Google vs China: who's got the most to lose?
Alex Watson examines who will suffer most from Google's planned exit from China
When Google announced at the beginning of January that it was prepared to pull out of China, so began a tense stand-off with the Chinese Government, with the world waiting to see who blinked first. Now, as Google reportedly prepares to pull the plug on Google.cn, experts are wondering who has the most to lose: the search giant or China?
At last week’s South by Southwest conference, Kaiser Kuo, a former director of digital strategy for the Ogilvy & Mather advertising agency in China, gave an illuminating talk that examined the history of Google and other Western internet firms in China, their relationship with the Chinese Communist Party (CCP), and the likely outcomes of the current stalemate.
Chinese netizens often expose corrupt officials and injustice, even to the point where high ranking CCP leaders will field questions online
When Google first revealed it was willing to abandon its Chinese search engine, it was very swiftly followed by a combative speech by the US Secretary of State Hillary Clinton, who explicitly endorsed Google’s position. According to Kuo, conservative forces in the CCP assumed this was no coincidence. Given the role the internet played in the Iranian election, you can see why the party might feel threatened. Observers assumed Beijing would simply show Google the door, seeing Google’s declaration as an intolerable affront.
In reality, the CCP issued only bland boiler-plate statements about how companies operating in China must comply with local law, and if anything Google has had an easier time than you might expect in the intervening two months. Google Docs and Google Groups, two services which the CCP had barred in the past, have been unblocked, for instance.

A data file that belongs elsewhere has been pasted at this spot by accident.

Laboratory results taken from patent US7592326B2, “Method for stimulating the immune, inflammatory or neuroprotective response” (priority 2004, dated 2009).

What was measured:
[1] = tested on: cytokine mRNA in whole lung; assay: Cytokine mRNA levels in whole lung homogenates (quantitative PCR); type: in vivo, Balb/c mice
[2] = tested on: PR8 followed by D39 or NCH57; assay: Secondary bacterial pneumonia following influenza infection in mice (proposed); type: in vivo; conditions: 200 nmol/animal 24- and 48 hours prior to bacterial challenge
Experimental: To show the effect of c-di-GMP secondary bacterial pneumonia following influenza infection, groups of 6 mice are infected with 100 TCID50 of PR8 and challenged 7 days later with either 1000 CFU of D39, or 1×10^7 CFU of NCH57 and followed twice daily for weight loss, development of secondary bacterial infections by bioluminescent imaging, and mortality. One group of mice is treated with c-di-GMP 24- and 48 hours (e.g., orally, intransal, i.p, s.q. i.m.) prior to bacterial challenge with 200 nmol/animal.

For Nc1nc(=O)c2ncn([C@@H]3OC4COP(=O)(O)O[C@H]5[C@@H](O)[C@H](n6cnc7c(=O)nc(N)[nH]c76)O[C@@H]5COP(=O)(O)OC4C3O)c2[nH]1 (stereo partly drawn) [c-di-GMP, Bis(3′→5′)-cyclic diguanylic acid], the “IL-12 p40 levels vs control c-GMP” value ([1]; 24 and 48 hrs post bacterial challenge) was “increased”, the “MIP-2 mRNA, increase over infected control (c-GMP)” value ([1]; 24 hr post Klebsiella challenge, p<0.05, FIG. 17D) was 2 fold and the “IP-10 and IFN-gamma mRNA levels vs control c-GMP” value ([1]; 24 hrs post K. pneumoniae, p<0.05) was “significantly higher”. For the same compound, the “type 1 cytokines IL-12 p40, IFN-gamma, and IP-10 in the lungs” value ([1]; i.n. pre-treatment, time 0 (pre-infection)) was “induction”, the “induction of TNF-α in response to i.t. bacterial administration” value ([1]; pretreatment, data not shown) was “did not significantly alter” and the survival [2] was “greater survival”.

According to Kuo, the CCP’s hesitancy is due to the increasingly complex relationship between the Government, the Chinese public and the internet. In China, the internet is very much becoming the de facto public sphere. Not a week goes by without someone in the CCP changing their mind because of opinions expressed online.
Kuo related the story of a woman called Deng Yujiao, who last year was sexually assaulted by a CCP official. She killed him in self-defence, but to everyone’s astonishment she didn’t serve jail time, thanks to the public outcry that took place online. Chinese netizens often expose corrupt officials and injustice, even to the point where high ranking CCP leaders will field questions online (even if this is largely for show).
Some of China’s netizens are extremely nationalist and believe the Government should take a harder line against Western internet companies, especially in light of Clinton’s speech. However, a good number are pro-Google, and while the CCP can appease the nationalists by talking tough on issues such as Taiwan or Tibet, for a number of tech-savy urbanites, Google and censorship is their issue. “It’s how they’re defining themselves,” according to Kuo, who said the potential backlash is one of the reasons the CCP hasn’t lashed out at Google.
Since it first started offering Chinese-language search on Google.com in 2000, the company has built up a sizeable and very identifiable audience. In part, this is because Google’s approach to operating in China wasn’t as black and white as simply capitulating to the CCP’s desire to censor results. It was very transparent about the state control, with a message in Chinese on each page saying that certain content was omitted owing to local laws.